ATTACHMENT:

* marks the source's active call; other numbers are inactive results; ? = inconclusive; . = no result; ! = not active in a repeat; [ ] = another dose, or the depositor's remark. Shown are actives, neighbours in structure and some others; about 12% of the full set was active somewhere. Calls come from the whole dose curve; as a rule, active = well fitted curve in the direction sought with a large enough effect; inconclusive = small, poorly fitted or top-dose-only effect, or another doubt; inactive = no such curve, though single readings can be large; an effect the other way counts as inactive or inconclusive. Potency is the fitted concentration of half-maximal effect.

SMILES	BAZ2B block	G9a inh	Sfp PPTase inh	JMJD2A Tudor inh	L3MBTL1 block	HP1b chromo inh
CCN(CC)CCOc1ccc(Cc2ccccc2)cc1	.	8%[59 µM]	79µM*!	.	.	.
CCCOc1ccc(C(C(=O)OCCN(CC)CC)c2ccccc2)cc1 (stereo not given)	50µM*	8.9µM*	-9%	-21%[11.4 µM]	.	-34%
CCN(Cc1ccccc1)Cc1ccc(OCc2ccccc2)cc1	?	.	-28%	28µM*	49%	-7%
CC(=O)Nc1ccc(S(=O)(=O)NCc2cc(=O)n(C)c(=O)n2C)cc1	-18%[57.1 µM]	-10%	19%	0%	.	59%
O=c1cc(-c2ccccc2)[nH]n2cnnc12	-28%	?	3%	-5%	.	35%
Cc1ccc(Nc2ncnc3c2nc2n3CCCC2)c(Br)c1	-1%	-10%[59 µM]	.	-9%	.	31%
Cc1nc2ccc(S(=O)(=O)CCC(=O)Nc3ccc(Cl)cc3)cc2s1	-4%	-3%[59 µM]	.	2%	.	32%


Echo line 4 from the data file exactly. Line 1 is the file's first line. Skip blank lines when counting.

CCCOc1ccc(C(C(=O)OCCN(CC)CC)c2ccccc2)cc1 (stereo not given)	50µM*	8.9µM*	-9%	-21%[11.4 µM]	.	-34%